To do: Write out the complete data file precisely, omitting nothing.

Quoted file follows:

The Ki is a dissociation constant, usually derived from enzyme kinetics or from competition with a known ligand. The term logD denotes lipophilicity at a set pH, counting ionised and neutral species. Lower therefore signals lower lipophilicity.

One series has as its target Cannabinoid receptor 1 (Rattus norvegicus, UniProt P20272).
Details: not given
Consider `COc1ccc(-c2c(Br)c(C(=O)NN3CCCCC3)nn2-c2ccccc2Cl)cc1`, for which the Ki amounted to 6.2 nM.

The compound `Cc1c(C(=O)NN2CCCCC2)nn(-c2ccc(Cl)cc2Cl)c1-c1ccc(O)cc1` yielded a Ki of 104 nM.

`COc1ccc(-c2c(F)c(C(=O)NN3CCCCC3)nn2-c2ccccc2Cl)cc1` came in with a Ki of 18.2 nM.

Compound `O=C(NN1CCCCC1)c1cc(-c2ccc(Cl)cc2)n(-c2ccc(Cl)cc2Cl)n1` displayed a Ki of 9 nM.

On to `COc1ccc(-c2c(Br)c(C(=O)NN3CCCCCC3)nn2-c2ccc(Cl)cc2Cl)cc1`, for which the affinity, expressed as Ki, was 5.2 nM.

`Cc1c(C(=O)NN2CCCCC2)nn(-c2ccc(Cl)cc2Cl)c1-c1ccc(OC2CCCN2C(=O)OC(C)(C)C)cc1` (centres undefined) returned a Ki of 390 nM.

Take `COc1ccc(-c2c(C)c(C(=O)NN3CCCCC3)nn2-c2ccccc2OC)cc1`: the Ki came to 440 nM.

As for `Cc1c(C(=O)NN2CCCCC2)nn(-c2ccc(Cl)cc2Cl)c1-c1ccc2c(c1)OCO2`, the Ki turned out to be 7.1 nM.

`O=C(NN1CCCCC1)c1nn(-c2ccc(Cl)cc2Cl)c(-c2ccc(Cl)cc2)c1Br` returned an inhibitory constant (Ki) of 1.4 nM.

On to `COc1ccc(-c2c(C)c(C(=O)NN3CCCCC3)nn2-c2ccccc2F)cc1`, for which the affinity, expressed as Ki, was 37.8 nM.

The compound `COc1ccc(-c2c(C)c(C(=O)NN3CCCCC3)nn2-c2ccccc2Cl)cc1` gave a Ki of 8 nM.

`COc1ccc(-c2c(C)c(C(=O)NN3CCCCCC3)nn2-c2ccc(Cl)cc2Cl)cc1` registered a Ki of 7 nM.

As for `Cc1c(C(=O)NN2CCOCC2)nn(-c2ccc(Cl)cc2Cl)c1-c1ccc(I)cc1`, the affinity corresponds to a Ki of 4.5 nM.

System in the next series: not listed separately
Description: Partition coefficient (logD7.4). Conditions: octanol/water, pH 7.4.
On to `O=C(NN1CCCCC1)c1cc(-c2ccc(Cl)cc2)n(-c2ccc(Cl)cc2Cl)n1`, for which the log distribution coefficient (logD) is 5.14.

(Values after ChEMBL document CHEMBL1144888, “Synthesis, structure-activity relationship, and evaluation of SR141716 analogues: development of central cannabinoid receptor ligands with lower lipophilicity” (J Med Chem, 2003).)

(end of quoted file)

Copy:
The Ki is a dissociation constant, usually derived from enzyme kinetics or from competition with a known ligand. The term logD denotes lipophilicity at a set pH, counting ionised and neutral species. Lower therefore signals lower lipophilicity.

One series has as its target Cannabinoid receptor 1 (Rattus norvegicus, UniProt P20272).
Details: not given
Consider `COc1ccc(-c2c(Br)c(C(=O)NN3CCCCC3)nn2-c2ccccc2Cl)cc1`, for which the Ki amounted to 6.2 nM.

The compound `Cc1c(C(=O)NN2CCCCC2)nn(-c2ccc(Cl)cc2Cl)c1-c1ccc(O)cc1` yielded a Ki of 104 nM.

`COc1ccc(-c2c(F)c(C(=O)NN3CCCCC3)nn2-c2ccccc2Cl)cc1` came in with a Ki of 18.2 nM.

Compound `O=C(NN1CCCCC1)c1cc(-c2ccc(Cl)cc2)n(-c2ccc(Cl)cc2Cl)n1` displayed a Ki of 9 nM.

On to `COc1ccc(-c2c(Br)c(C(=O)NN3CCCCCC3)nn2-c2ccc(Cl)cc2Cl)cc1`, for which the affinity, expressed as Ki, was 5.2 nM.

`Cc1c(C(=O)NN2CCCCC2)nn(-c2ccc(Cl)cc2Cl)c1-c1ccc(OC2CCCN2C(=O)OC(C)(C)C)cc1` (centres undefined) returned a Ki of 390 nM.

Take `COc1ccc(-c2c(C)c(C(=O)NN3CCCCC3)nn2-c2ccccc2OC)cc1`: the Ki came to 440 nM.

As for `Cc1c(C(=O)NN2CCCCC2)nn(-c2ccc(Cl)cc2Cl)c1-c1ccc2c(c1)OCO2`, the Ki turned out to be 7.1 nM.

`O=C(NN1CCCCC1)c1nn(-c2ccc(Cl)cc2Cl)c(-c2ccc(Cl)cc2)c1Br` returned an inhibitory constant (Ki) of 1.4 nM.

On to `COc1ccc(-c2c(C)c(C(=O)NN3CCCCC3)nn2-c2ccccc2F)cc1`, for which the affinity, expressed as Ki, was 37.8 nM.

The compound `COc1ccc(-c2c(C)c(C(=O)NN3CCCCC3)nn2-c2ccccc2Cl)cc1` gave a Ki of 8 nM.

`COc1ccc(-c2c(C)c(C(=O)NN3CCCCCC3)nn2-c2ccc(Cl)cc2Cl)cc1` registered a Ki of 7 nM.

As for `Cc1c(C(=O)NN2CCOCC2)nn(-c2ccc(Cl)cc2Cl)c1-c1ccc(I)cc1`, the affinity corresponds to a Ki of 4.5 nM.

System in the next series: not listed separately
Description: Partition coefficient (logD7.4). Conditions: octanol/water, pH 7.4.
On to `O=C(NN1CCCCC1)c1cc(-c2ccc(Cl)cc2)n(-c2ccc(Cl)cc2Cl)n1`, for which the log distribution coefficient (logD) is 5.14.

(Values after ChEMBL document CHEMBL1144888, “Synthesis, structure-activity relationship, and evaluation of SR141716 analogues: development of central cannabinoid receptor ligands with lower lipophilicity” (J Med Chem, 2003).)